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An energy budget agent-based model of earthworm populations and its application to study the effects of pesticides.

Johnston AS, Hodson ME, Thorbek P, Alvarez T, Sibly RM - Ecol Modell (2014)

Bottom Line: We tested these hypotheses by comparing model outputs with published toxicity data on the effects of copper oxychloride and chlorpyrifos on E. fetida.Although we only incorporate toxic effects at the individual level we show how ABMs can readily extrapolate to larger scales by providing good model fits to field population data.Such a model could help extrapolate from laboratory to field conditions and from one set of field conditions to another or from species to species.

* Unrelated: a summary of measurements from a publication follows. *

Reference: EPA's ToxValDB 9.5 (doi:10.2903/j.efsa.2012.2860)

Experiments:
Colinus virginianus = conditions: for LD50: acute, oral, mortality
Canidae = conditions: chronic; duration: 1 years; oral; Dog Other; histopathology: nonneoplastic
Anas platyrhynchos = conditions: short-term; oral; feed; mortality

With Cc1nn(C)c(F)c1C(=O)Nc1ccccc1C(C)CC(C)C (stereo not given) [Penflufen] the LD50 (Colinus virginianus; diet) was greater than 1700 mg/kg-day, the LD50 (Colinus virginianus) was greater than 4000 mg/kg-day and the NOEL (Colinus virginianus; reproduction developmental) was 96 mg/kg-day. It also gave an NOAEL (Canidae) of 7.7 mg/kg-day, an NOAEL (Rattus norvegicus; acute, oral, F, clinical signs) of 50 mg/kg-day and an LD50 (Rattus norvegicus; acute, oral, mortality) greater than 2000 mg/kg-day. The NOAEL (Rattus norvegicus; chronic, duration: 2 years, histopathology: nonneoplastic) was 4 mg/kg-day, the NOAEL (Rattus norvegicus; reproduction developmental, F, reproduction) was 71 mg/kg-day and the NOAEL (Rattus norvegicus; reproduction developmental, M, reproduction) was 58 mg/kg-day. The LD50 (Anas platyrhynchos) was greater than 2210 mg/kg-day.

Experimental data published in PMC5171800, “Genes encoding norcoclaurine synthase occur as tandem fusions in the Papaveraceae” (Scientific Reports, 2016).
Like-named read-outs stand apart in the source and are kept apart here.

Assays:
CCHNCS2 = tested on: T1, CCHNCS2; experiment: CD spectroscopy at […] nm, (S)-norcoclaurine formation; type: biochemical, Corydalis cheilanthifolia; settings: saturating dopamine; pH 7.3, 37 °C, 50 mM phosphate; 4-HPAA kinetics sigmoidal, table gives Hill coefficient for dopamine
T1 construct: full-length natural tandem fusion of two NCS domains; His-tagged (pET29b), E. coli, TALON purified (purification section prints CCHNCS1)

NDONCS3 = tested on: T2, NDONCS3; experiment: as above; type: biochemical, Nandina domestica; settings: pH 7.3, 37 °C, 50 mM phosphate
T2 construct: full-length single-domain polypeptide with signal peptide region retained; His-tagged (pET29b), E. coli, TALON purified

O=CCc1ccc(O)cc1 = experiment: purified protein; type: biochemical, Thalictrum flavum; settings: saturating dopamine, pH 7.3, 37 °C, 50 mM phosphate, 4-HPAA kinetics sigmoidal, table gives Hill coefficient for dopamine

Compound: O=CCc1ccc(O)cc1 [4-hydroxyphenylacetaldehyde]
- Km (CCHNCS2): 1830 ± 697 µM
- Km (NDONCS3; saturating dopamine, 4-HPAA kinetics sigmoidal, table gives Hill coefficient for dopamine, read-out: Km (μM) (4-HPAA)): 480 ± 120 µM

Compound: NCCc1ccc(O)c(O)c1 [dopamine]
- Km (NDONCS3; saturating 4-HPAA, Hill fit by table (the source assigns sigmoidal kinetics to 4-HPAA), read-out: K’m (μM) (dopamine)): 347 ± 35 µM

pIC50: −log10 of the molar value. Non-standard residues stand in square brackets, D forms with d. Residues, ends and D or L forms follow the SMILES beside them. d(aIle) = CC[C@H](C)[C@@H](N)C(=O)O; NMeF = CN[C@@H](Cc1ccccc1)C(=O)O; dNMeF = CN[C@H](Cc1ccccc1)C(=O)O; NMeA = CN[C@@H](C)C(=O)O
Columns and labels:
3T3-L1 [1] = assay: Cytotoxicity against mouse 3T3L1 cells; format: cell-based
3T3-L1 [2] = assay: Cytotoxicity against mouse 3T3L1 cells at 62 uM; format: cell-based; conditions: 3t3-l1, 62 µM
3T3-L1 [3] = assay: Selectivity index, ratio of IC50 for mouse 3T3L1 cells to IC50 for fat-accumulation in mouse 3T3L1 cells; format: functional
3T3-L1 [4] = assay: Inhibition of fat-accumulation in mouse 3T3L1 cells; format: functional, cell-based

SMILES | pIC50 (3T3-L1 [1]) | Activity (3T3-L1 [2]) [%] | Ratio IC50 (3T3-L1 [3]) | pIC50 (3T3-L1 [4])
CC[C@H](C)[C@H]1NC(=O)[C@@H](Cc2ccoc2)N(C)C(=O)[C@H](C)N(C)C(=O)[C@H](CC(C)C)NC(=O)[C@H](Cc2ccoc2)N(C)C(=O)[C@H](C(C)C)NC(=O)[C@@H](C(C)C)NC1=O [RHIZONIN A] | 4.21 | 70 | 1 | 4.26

View Article: PubMed Central - PubMed

Affiliation: School of Biological Sciences, University of Reading, UK.

ABSTRACT